EHayes Evans PA Evening News dated 14 May 1963 Pg 16

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 - Weir, Evans Grand Pioneer rft •«• 4, :••,** in...
Weir, Evans Grand Pioneer rft •«• 4, :••,** in • ••.-• « »«••> - -,"* •"' •*•':' **W.- * • ?V A- t •- f« f S! • ••.-• * '«-> - -••* '-• - rrbft'S NOTE: Hie follow- Due M iH fatMfl, Mr. Evan* profile of Hayes Evans ap- retired from public office. His **d III the Evening News sister, Mrs. ftetiry Clint, *itl Veto. ??, 1959, written by Jack appear for him «t festival act- ftensoit? .. . ivittes If he is unable to attend. Ouinn *s ^L* •-.:;•-' Magic Mirror If Your Hair Isn't Becoming, You Should Be Coming To Us We Welcome Drop-Ins QUINN'S MAGIC MIRROR BEAUTY SALON S. Sequim Are. 683-5504 SEQUIM In 1853 when Washington was carved off Oregon and became a territory*.Dungeness was a settlement. A'-'year, later, in 1854, Clattam County, which had been part of Jefferson County* was created a separate county and the county seat designated as Whisky Flat, at the mouth of the Dungeness River, i ' THE WEIRAND EVANS families* from whom Hayes Evans descended, were among the very early settlers in the Dungeness Valley. Hayes Evans is : now the oldest Dungeness born man. He was bon. Judy 8, 1877 on the family homestead of his parents Mr. and Mrs. Thomas L. Evans. The Evans home was in the northeast part of the Dungeness Valley. He still lives in the vaU ley, a short distance south of his birthplace. John Weir, veteran of the war with Mexico, came to Dungeness in 1855. He was joined by his wife Saluta Weir and their children in 1860. The family had crossed the southern plains from Texas to Southern California by covered wagon. He came north to join in the Eraser River gold rush and then came to homestead in the Dungeness Valley. His wife and children came to Port Townsend on a sailing ship. Both came to Dungeness in Indian canoes. Among the Weir children was Susan .Thomas L. Evans, after seeking gold in the Caribou, B. C. gold rush, came to Dungeness in 1863 and married Susan f» GRAND PIONEER — Hayes Evans, Grand Pioneer of the 68th annual Sequim Irrigation Festival, with his sister, Mrs. Henry CMne. Their parents came to the Dungeness Valley in the early 1860's. (Evening News Photo). WEDulNG ANNIVERSARY — Mr; and Mra.1 Hayes Evans celebrated their ,00th wedding anniversary at a reception,at Trinity Methodist Church lw<» years ago.. (Evening News Photo). Complete Cleaning & Laundry Service ^ Quality Cleaning and Pressing ^Coin-op Laundry-Washers, Dryers And Extractors Always Open Coin-op Dry Cleaning (Professional Spotter On Duty) 1-Hour Service At No Extra Charge Repairing, Alterations, Moth Proofing, Water Proofing SEQUIM CLEANERS ' 683-4289 ••-••*—-•— U-WASH 6839986 A. Weir in 1868. Evans was a logger who took up a homestead, layes was one of seven children x>rn to the couple. HAYES ASSISTED IN the work on the home farm until reaching maturity. He eventually purchased acreage south of the home arm. He married Susan Allene Duncan in 1901. Her family came to Washington in 1889. They are the parents of seven children, all of whom are living. On his Dungeness valley farm of 280 acres, Evans raised dairy and beef cattle. Recently he sold much of his farm land, retaining that immediately surrounding the family home. ALTHOUGH RETIRED AFTER 45 years of farming, Hayes Evans continues his interest in affairs of his home.county. Nov. 4, 1958 he was elected without opposition to the unpaid, non partisan position of port commissioner from the first district. .He is oiow serv ing his third consecutive six years term in. the office* He at tends all the monthly meetings o the board and keeps in touch with the operations of the Port of Port Angeles. Mrs. Evans continues to take an interest in her home, her family of many children) grandchildren . and great-grandchildren and the Royal Neighbors Lodge of Sequim to which she belongs. Evans was elected county commissioner from district one in 1934. He served as chairman of the board-during his term.-Affiliations over a period of many years are the Farm Loan Association, Federal Land Bank, and Naval Lodge of Elks. THE SEVEN CHILDREN of Mr. and Mrs. Evans are scattered. They are Walter at Sequim, Ralph at Carlsborg and Mrs. Ina Major, of Gardiner, Jefferson County. The others are James of SanrLeandro, Calif., Herbert of Richmond, ,Calif.,:, Lloyd of Glendale, Calif., and Hayes Jr, King County sanitarian at Renton. Four of the Evans boys " were boxers with more than local rep- Fiander's Is First Again! Can You me Pre-Assembled Home Complete- No Extras To Buy $ 4444 utations. The boxers were Walter, -Ralph,' James and Herbert. There are 1.7 grandchildren and 12 great-grandchildren. Evans has a brother, Ernest Evans, • Beverly Hills, Calif., and a sister, Mrs. Henry Cline, Dungeness. •'..•- v History of the Evans—Weir fam- Ues of Dungeness goes back almost 100 years—near the creation of Washington territory. The elder Evans, Thomas L., was one of the loggers who cut and shipped logs to upsound sawmills. The loggers hauled the logs to the Dungeness River and harbor over skid roads by the use of oxen;: Evans attended Dungeness schools. Among his teachers were A. B: Dorseyv. Thad Wagner and A. N. Taylor, prominent pioneer educators. ,:,. : •,>•• , •-.'•;•> In early days Dungeness had great baseball team- that: played all .corners and usually won. He was a,member of the. team, playing with,Billy Hall, David. Woods and /Frank Law,- .whose basebal careers have become legends <in the-countyi ^ : i When Evans was growing, up Dungeness was the county seal and the county's principal town Sequim then was only a. prairie in the woods, as Dungness River water was not yet used there for irrigation. ' .-.-..' . .;• 1 The Dungeness Valley was rich in agricultural land. Dungeness, where the mail boats stopped, was the shipping , point for butter, cream and milk, Dungeness cra'bs, clams and potatoes. In the real early days, oxen were raised for sale to logging camps. Dungeness was the firgt butter-making area in the state 1 . The butter was shipped to many, markets. Markets for Dungeness products were the young cities of Seattle, Port Townsend and the older Victoria. Produce was shipped by mail boats and on schooners and sloops. Acreage not devoted to raising dairy and beef cattle grew mostly potatoes. A number of Chinese rented acreage for potatoes. Much of the potato digging was done by Indians and Chinese. The City Hotel at Dungeness was the center of many activities. County officials lived and .had their offices • in Dungeness until about 66 years ago; when, the county seat was moved by; force to .Port. Arigeles.'.i;.V''-x;.'-y •/,; The youni ; jrlayes Evans grew up in a frontier area where game and fish .were plentiful. ;He' has seen his home district grow from the horse and buggy days and had a big part in bringing the era of automobiles and paved roads. He has never lost interest in progress and ; serves his home county with enthusiasm. J Friday And FESTIVAL Sweat Assorted Colors-Many * Men's And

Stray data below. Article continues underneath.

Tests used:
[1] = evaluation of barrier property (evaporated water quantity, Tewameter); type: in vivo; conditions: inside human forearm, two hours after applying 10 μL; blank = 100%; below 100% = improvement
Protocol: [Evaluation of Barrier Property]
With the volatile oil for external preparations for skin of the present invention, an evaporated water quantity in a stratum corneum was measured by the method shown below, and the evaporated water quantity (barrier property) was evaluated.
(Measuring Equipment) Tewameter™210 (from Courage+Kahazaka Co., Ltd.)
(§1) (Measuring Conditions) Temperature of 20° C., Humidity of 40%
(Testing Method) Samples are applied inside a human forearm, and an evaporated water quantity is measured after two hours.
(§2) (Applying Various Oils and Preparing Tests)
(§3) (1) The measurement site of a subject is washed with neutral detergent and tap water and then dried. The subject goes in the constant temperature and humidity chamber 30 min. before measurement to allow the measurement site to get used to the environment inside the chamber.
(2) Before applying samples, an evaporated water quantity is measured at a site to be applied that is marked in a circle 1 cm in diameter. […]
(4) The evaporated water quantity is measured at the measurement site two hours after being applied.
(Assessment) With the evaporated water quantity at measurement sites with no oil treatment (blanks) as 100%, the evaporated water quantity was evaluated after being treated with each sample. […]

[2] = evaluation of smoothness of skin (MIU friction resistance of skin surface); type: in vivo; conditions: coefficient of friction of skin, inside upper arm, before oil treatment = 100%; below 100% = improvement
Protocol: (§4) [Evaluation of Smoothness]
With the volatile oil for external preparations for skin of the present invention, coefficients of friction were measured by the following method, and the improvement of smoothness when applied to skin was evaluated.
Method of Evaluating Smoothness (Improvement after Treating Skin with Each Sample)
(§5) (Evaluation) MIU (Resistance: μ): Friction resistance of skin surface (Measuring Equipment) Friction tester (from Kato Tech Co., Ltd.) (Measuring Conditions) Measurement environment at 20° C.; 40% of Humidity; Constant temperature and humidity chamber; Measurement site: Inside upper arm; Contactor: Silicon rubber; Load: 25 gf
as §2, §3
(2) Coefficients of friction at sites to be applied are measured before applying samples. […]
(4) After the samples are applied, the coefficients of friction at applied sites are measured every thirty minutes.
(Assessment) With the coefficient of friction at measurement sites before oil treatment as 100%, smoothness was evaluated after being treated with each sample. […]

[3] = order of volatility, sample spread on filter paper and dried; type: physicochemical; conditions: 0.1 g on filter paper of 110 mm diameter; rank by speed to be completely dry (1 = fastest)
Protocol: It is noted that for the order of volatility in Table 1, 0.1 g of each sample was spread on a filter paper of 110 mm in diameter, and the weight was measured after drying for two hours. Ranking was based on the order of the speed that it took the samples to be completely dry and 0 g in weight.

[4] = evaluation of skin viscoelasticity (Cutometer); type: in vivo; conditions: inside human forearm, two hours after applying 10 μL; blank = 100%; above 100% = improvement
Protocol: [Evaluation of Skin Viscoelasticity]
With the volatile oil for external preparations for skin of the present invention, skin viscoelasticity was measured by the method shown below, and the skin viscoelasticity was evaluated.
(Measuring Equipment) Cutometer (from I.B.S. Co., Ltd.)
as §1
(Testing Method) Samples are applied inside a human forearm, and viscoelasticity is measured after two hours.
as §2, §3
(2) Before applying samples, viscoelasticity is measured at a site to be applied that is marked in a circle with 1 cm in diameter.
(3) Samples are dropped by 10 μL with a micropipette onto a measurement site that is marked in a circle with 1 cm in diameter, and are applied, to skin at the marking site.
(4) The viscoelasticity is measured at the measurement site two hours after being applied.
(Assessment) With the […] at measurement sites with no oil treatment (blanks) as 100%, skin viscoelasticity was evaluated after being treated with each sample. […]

Clipped from
  1. Port Angeles Evening News,
  2. 14 May 1963, Tue,
  3. Page 16

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  • — EHayes Evans PA Evening News dated 14 May 1963 Pg 16

    Clipped by nancyplang – 01 Apr 2013